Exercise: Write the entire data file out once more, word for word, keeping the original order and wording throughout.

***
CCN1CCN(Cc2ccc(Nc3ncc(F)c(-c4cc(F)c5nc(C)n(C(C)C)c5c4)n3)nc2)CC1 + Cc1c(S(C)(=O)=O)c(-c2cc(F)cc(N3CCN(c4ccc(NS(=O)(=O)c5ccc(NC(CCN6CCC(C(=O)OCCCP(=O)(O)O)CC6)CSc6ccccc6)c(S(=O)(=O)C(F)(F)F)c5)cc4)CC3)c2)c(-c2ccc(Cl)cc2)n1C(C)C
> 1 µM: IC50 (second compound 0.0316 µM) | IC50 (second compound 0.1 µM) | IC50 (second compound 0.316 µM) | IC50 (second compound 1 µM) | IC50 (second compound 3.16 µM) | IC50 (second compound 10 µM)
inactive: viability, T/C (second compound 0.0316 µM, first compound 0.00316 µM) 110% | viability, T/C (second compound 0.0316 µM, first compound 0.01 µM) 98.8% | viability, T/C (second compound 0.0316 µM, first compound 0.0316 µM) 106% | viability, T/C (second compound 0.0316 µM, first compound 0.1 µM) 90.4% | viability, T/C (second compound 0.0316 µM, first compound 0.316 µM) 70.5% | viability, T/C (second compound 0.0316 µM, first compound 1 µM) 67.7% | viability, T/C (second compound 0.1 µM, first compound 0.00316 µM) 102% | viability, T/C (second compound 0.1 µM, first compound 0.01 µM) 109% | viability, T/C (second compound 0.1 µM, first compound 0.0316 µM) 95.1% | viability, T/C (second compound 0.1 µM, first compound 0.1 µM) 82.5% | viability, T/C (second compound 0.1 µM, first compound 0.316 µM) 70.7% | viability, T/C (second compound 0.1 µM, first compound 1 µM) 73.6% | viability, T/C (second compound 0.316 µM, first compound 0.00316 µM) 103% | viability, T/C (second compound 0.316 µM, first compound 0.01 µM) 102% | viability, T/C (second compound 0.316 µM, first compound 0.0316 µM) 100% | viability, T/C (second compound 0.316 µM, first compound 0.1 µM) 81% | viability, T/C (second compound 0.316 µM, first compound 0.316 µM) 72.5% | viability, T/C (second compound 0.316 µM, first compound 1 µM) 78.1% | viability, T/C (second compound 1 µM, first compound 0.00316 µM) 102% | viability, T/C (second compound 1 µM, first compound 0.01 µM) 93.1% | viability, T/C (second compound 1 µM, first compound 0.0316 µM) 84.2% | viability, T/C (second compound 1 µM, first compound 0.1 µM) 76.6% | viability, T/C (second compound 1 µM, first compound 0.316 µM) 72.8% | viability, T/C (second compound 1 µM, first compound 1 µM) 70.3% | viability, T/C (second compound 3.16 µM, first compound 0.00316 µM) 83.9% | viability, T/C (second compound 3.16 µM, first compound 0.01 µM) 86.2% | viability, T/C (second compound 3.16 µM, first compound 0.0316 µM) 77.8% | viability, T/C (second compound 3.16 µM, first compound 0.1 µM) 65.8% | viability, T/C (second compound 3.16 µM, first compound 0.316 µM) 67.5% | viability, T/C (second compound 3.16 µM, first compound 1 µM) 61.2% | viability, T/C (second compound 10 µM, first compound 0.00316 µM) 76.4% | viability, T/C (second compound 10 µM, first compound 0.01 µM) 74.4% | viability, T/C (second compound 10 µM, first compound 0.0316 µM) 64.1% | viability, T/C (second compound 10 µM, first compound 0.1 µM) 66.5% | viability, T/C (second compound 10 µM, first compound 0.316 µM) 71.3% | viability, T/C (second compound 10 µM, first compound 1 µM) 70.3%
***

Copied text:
CCN1CCN(Cc2ccc(Nc3ncc(F)c(-c4cc(F)c5nc(C)n(C(C)C)c5c4)n3)nc2)CC1 + Cc1c(S(C)(=O)=O)c(-c2cc(F)cc(N3CCN(c4ccc(NS(=O)(=O)c5ccc(NC(CCN6CCC(C(=O)OCCCP(=O)(O)O)CC6)CSc6ccccc6)c(S(=O)(=O)C(F)(F)F)c5)cc4)CC3)c2)c(-c2ccc(Cl)cc2)n1C(C)C
> 1 µM: IC50 (second compound 0.0316 µM) | IC50 (second compound 0.1 µM) | IC50 (second compound 0.316 µM) | IC50 (second compound 1 µM) | IC50 (second compound 3.16 µM) | IC50 (second compound 10 µM)
inactive: viability, T/C (second compound 0.0316 µM, first compound 0.00316 µM) 110% | viability, T/C (second compound 0.0316 µM, first compound 0.01 µM) 98.8% | viability, T/C (second compound 0.0316 µM, first compound 0.0316 µM) 106% | viability, T/C (second compound 0.0316 µM, first compound 0.1 µM) 90.4% | viability, T/C (second compound 0.0316 µM, first compound 0.316 µM) 70.5% | viability, T/C (second compound 0.0316 µM, first compound 1 µM) 67.7% | viability, T/C (second compound 0.1 µM, first compound 0.00316 µM) 102% | viability, T/C (second compound 0.1 µM, first compound 0.01 µM) 109% | viability, T/C (second compound 0.1 µM, first compound 0.0316 µM) 95.1% | viability, T/C (second compound 0.1 µM, first compound 0.1 µM) 82.5% | viability, T/C (second compound 0.1 µM, first compound 0.316 µM) 70.7% | viability, T/C (second compound 0.1 µM, first compound 1 µM) 73.6% | viability, T/C (second compound 0.316 µM, first compound 0.00316 µM) 103% | viability, T/C (second compound 0.316 µM, first compound 0.01 µM) 102% | viability, T/C (second compound 0.316 µM, first compound 0.0316 µM) 100% | viability, T/C (second compound 0.316 µM, first compound 0.1 µM) 81% | viability, T/C (second compound 0.316 µM, first compound 0.316 µM) 72.5% | viability, T/C (second compound 0.316 µM, first compound 1 µM) 78.1% | viability, T/C (second compound 1 µM, first compound 0.00316 µM) 102% | viability, T/C (second compound 1 µM, first compound 0.01 µM) 93.1% | viability, T/C (second compound 1 µM, first compound 0.0316 µM) 84.2% | viability, T/C (second compound 1 µM, first compound 0.1 µM) 76.6% | viability, T/C (second compound 1 µM, first compound 0.316 µM) 72.8% | viability, T/C (second compound 1 µM, first compound 1 µM) 70.3% | viability, T/C (second compound 3.16 µM, first compound 0.00316 µM) 83.9% | viability, T/C (second compound 3.16 µM, first compound 0.01 µM) 86.2% | viability, T/C (second compound 3.16 µM, first compound 0.0316 µM) 77.8% | viability, T/C (second compound 3.16 µM, first compound 0.1 µM) 65.8% | viability, T/C (second compound 3.16 µM, first compound 0.316 µM) 67.5% | viability, T/C (second compound 3.16 µM, first compound 1 µM) 61.2% | viability, T/C (second compound 10 µM, first compound 0.00316 µM) 76.4% | viability, T/C (second compound 10 µM, first compound 0.01 µM) 74.4% | viability, T/C (second compound 10 µM, first compound 0.0316 µM) 64.1% | viability, T/C (second compound 10 µM, first compound 0.1 µM) 66.5% | viability, T/C (second compound 10 µM, first compound 0.316 µM) 71.3% | viability, T/C (second compound 10 µM, first compound 1 µM) 70.3%